Are you sure you haven’t bound yourself as surety?

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It is common practice for credit providers contracting with a company to require the representatives of the company to bind themselves as sureties to the agreement. This is often the only way to hold the representatives of a company personally liable for the debts of the company, should the company fail to satisfy its debts.

The personal liability of such a company representative was recently considered in the Supreme Court of Appeal judgement of Tshepe and Another v Rustia Feed (Pty) Ltd. In this matter, the First and Second Applicant signed a credit agreement as representatives of a company, which agreement contained a suretyship clause in terms whereof they bound themselves as sureties and co-principal debtors to the agreement.

Upon the Respondent attempting to hold the Applicants liable for the outstanding debts of the company, the Applicants alleged that they could not be held liable based on the suretyship clause, as they had not been aware of the clause and had been misled into signing the agreement. The Applicants further alleged that it was merely their intention to sign the agreement as representatives of the company and not to bind themselves in their personal capacity.

In consideration of the arguments raised by the Applicant, the Court remarked that there is no requirement in law that a suretyship agreement must be embodied in its own separate document, and further, that a person who signs an agreement in a representative capacity may nevertheless in the same agreement expressly undertake some form of personal liability.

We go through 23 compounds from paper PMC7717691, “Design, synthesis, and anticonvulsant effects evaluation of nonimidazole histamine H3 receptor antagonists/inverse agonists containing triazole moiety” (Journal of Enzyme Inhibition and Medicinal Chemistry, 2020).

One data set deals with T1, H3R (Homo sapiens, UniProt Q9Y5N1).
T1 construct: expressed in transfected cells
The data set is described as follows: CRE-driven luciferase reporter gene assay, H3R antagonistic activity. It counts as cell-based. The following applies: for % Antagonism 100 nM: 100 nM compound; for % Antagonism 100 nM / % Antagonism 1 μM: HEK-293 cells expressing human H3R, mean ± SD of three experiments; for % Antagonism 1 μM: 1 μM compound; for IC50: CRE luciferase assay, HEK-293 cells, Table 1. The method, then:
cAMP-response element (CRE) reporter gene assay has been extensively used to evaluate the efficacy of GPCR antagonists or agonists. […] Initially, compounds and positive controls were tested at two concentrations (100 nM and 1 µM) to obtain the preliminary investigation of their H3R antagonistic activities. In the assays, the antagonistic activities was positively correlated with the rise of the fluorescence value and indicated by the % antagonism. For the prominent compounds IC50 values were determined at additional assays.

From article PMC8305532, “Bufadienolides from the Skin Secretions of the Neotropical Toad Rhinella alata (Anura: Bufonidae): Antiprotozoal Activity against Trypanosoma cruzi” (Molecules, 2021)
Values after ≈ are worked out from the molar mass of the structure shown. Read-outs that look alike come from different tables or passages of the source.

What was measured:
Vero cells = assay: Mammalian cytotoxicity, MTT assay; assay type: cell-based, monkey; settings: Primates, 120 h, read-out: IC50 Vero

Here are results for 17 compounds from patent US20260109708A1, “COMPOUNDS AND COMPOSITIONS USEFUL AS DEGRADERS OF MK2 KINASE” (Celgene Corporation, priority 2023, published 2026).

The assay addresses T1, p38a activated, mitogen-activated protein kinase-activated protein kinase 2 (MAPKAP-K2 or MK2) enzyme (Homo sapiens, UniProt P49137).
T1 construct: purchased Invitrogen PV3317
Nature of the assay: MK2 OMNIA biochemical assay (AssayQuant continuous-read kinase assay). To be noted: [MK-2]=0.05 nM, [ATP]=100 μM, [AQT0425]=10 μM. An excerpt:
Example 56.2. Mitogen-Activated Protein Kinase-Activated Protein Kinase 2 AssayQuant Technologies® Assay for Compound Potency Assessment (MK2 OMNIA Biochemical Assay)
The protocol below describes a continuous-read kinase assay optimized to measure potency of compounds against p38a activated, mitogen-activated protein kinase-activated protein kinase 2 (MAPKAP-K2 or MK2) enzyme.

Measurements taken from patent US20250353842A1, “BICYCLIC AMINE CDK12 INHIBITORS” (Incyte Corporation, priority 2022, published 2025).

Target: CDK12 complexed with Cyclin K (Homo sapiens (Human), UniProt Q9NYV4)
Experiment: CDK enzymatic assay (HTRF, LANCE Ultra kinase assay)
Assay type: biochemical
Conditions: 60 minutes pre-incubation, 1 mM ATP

The Court ultimately concluded that, as no pressure had been exerted on the applicants to sign the agreement and, further, as the provisions of the suretyship clause were not inconspicuous, nor of a complex or intricate nature, there was no reason why the Applicants should not be held personally liable as sureties in accordance with the caveat subscriptor rule.

In terms of this rule, persons who sign an agreement signify their acceptance of the contents of the document, regardless of whether they have read or understood the content of the document.

This judgment again reiterates the importance of contracting parties to read all agreements they enter into, irrespective of whether they do so in a personal or representative capacity. In this regard, readers need to remember that they should always be provided with an opportunity to contact their attorney should they be unsure of the legal effects of an agreement they intend to conclude.

Alicia Cusack, Van Velden-Duffey Inc

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